Billiard Rules Maces etc



Days of Old number 2
Billiard Rules, Maces etc

Last time I mentioned a rule book dating from 1779 and some of the rules in it may be of interest so I quote a few of them here:

Rule No. XLVII When a person agrees to play with the Cue, he must play every ball within his reach with the point thereof, and if he agrees to play with the Butt of the Cue, he has no right to play with the point thereof without permission from his adversary. 

Rule No. XLVIII When the parties agree to play point and point of the Cue, neither of them have a right to use a Butt during the Game or Match without permission etc.

In the same book of rules it is also very surprising to find that there is also a “Play Again” rule in Billiards, expressed as follows: 

Rule No. XXXVI Whoever stops a ball when running, with hand, stick, or otherwise loses the lead and if his adversary don’t like the ball he has to play at the next stroke. 

And so we find what is considered to be a recently introduced “Play Again” rule in Snooker, actually existed in the game of Billiards over 200 years ago. 

I also referred last time to the very primitive billiard tables of the early 18th century – consisting of a wooden bed with a n wooden rim to prevent the a plain wo onto the floor. 

Without doubt the first improvement in the table was the fitting of a form of “Cushioning” around the inside of this wooden rim, a fairly obvious improvement really, which reduced the noise of impact caused by the balls striking against the plain wooden rim, and also improved the rebound of the balls, especially when striking the rim at right angles. 

This “Cushioning” was formed by building up layer upon layer of felt or list (list being the trimmings or selvedges from the edge of woven woollen cloths, and sometimes by stuffing the cushioning with horse hair. A photograph of an old cushion rail showing the layers of list cushioning is shown here.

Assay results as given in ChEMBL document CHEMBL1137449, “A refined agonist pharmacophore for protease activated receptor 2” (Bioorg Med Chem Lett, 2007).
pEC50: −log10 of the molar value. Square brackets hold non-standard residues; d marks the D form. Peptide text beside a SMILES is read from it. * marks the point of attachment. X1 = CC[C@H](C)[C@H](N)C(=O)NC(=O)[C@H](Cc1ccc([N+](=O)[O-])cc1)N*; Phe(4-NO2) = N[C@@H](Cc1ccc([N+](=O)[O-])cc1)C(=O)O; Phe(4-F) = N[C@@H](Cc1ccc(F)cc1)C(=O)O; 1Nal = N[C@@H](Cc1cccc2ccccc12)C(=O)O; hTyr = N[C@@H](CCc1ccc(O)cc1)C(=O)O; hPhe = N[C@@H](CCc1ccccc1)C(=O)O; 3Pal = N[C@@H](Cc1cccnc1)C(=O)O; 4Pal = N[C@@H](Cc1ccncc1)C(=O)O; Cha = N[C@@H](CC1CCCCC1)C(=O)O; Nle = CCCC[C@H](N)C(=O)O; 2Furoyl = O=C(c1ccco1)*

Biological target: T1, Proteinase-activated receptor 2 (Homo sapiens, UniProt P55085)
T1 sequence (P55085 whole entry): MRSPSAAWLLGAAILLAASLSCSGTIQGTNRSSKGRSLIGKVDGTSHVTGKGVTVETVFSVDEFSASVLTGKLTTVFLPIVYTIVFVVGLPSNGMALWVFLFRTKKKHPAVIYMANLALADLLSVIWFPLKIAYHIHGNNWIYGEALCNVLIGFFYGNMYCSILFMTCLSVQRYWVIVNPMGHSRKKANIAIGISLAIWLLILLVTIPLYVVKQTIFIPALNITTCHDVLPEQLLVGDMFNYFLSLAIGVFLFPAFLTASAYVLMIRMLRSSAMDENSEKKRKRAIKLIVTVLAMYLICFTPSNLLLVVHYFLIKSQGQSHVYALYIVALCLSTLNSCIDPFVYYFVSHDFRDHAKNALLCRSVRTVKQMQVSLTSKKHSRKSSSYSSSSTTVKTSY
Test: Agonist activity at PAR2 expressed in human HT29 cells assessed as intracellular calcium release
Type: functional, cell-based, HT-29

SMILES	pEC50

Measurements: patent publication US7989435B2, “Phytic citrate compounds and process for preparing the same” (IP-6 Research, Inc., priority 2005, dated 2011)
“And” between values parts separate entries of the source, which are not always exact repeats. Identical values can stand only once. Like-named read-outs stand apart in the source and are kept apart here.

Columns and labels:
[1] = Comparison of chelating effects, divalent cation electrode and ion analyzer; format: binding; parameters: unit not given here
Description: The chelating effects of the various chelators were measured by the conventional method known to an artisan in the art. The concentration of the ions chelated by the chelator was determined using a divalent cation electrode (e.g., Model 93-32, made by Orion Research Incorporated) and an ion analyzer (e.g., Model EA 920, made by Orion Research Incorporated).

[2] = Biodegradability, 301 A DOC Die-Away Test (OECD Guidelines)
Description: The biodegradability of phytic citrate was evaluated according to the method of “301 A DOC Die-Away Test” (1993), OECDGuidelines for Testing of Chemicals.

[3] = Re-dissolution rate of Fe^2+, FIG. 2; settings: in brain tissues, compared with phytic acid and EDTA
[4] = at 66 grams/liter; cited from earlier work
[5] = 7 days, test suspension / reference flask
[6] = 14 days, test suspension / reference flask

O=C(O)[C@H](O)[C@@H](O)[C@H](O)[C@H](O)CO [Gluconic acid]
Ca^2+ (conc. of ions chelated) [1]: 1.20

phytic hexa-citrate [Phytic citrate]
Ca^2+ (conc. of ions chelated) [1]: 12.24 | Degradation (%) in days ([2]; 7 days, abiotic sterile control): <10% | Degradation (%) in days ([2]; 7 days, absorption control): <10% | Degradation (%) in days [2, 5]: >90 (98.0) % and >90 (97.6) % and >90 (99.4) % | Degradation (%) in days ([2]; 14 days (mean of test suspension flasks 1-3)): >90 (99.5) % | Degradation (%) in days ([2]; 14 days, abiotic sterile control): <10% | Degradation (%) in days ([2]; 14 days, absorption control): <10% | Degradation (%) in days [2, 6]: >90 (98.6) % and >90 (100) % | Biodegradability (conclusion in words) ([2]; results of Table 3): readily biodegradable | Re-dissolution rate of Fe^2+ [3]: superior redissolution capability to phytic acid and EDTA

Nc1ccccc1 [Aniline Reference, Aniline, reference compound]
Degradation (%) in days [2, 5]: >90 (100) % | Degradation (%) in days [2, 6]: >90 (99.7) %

This was the only improvement in the billiard table itself during the 18th Century. However, during this period the first great improvement in the equipment was introduced when during the second half of the 18th Century we have reliable evidence that cues – rather like the present day cues – began to take the place of maces.

This evidence exists in an old book containing the rules of various games including billiards which was published by Hoyles in 1779 from which it is clear that cues and maces were both being used at this period of time as these rules required the players to elect when commencing the game whether they would use a cue or a mace. Rule Number XLVI which reads: “When the parties agree to play mace against cue the mace player hath no right to use a cue – nor has the cue player any right to use a mace during the game or match without permission from his adversary”.

We have also very firm evidence that both cues and maces were still being used concurrently from the engraved print depicting Thurston`s original billiard room at Catherine Street (Catherine Street was off the Strand – London, but has long since been demolished) which is used as the front piece to Kentfield’s book entitled “Kentfield on Billiards”, the first edition of which was published in 1839. This illustration clearly shows at this date that maces as well as cues are in the cue racks, although the players are depicted using cues (see the accompanying illustration).

During the time of change over from the mace to the cue – the rules of 1779 also indicate that strokes could be made using the point of the cue or the butt (see Rule XLVII above), and this is accepted as the reason why to this day most English cues still have a chamfer on the butt and indeed very old cues have chamfers on both sides of the butt.